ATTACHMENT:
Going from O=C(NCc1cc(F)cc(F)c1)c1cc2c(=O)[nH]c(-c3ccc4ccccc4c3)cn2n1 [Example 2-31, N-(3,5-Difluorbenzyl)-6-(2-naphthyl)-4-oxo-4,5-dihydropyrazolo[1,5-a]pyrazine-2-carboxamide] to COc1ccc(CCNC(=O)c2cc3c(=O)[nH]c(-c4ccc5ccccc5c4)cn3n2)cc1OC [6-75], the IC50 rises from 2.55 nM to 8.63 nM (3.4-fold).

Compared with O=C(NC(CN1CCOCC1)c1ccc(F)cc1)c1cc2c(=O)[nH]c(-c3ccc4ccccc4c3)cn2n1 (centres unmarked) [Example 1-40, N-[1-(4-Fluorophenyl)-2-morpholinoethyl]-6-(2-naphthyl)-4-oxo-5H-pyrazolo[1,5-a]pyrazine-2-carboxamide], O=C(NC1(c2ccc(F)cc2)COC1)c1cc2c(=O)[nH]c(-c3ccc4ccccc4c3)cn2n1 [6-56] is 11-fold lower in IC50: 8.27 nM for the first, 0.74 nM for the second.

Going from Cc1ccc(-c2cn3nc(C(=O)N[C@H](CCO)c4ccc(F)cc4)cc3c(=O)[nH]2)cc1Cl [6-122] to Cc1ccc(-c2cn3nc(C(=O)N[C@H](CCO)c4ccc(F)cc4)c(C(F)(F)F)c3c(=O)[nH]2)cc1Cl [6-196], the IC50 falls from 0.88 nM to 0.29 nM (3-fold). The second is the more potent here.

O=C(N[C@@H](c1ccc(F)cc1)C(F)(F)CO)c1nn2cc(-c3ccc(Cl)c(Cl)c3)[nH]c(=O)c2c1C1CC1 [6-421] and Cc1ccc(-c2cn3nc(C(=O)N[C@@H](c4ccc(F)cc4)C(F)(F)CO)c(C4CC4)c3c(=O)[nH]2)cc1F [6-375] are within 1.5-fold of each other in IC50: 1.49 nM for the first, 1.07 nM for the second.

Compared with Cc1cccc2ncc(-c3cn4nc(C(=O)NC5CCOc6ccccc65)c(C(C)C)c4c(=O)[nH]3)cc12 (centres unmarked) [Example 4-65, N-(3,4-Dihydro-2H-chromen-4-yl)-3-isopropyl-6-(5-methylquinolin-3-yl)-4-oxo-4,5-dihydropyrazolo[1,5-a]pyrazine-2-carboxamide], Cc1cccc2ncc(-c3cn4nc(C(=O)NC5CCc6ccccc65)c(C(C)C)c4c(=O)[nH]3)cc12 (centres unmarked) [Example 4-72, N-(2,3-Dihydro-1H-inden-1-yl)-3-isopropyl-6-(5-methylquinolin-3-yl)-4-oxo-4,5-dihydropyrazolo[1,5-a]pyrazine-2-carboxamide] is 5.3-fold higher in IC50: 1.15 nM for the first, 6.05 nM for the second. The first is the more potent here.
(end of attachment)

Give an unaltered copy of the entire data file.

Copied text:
Going from O=C(NCc1cc(F)cc(F)c1)c1cc2c(=O)[nH]c(-c3ccc4ccccc4c3)cn2n1 [Example 2-31, N-(3,5-Difluorbenzyl)-6-(2-naphthyl)-4-oxo-4,5-dihydropyrazolo[1,5-a]pyrazine-2-carboxamide] to COc1ccc(CCNC(=O)c2cc3c(=O)[nH]c(-c4ccc5ccccc5c4)cn3n2)cc1OC [6-75], the IC50 rises from 2.55 nM to 8.63 nM (3.4-fold).

Compared with O=C(NC(CN1CCOCC1)c1ccc(F)cc1)c1cc2c(=O)[nH]c(-c3ccc4ccccc4c3)cn2n1 (centres unmarked) [Example 1-40, N-[1-(4-Fluorophenyl)-2-morpholinoethyl]-6-(2-naphthyl)-4-oxo-5H-pyrazolo[1,5-a]pyrazine-2-carboxamide], O=C(NC1(c2ccc(F)cc2)COC1)c1cc2c(=O)[nH]c(-c3ccc4ccccc4c3)cn2n1 [6-56] is 11-fold lower in IC50: 8.27 nM for the first, 0.74 nM for the second.

Going from Cc1ccc(-c2cn3nc(C(=O)N[C@H](CCO)c4ccc(F)cc4)cc3c(=O)[nH]2)cc1Cl [6-122] to Cc1ccc(-c2cn3nc(C(=O)N[C@H](CCO)c4ccc(F)cc4)c(C(F)(F)F)c3c(=O)[nH]2)cc1Cl [6-196], the IC50 falls from 0.88 nM to 0.29 nM (3-fold). The second is the more potent here.

O=C(N[C@@H](c1ccc(F)cc1)C(F)(F)CO)c1nn2cc(-c3ccc(Cl)c(Cl)c3)[nH]c(=O)c2c1C1CC1 [6-421] and Cc1ccc(-c2cn3nc(C(=O)N[C@@H](c4ccc(F)cc4)C(F)(F)CO)c(C4CC4)c3c(=O)[nH]2)cc1F [6-375] are within 1.5-fold of each other in IC50: 1.49 nM for the first, 1.07 nM for the second.

Compared with Cc1cccc2ncc(-c3cn4nc(C(=O)NC5CCOc6ccccc65)c(C(C)C)c4c(=O)[nH]3)cc12 (centres unmarked) [Example 4-65, N-(3,4-Dihydro-2H-chromen-4-yl)-3-isopropyl-6-(5-methylquinolin-3-yl)-4-oxo-4,5-dihydropyrazolo[1,5-a]pyrazine-2-carboxamide], Cc1cccc2ncc(-c3cn4nc(C(=O)NC5CCc6ccccc65)c(C(C)C)c4c(=O)[nH]3)cc12 (centres unmarked) [Example 4-72, N-(2,3-Dihydro-1H-inden-1-yl)-3-isopropyl-6-(5-methylquinolin-3-yl)-4-oxo-4,5-dihydropyrazolo[1,5-a]pyrazine-2-carboxamide] is 5.3-fold higher in IC50: 1.15 nM for the first, 6.05 nM for the second. The first is the more potent here.